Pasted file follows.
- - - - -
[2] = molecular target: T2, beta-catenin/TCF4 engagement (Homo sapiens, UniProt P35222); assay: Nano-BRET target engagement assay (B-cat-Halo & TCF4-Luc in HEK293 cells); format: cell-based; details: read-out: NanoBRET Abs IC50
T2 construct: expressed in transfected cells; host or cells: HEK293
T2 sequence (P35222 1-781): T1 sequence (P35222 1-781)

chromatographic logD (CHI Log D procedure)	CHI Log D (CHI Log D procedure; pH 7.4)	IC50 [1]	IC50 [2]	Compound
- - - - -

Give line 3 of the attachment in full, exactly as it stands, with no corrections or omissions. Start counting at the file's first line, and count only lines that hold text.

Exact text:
T2 sequence (P35222 1-781): T1 sequence (P35222 1-781)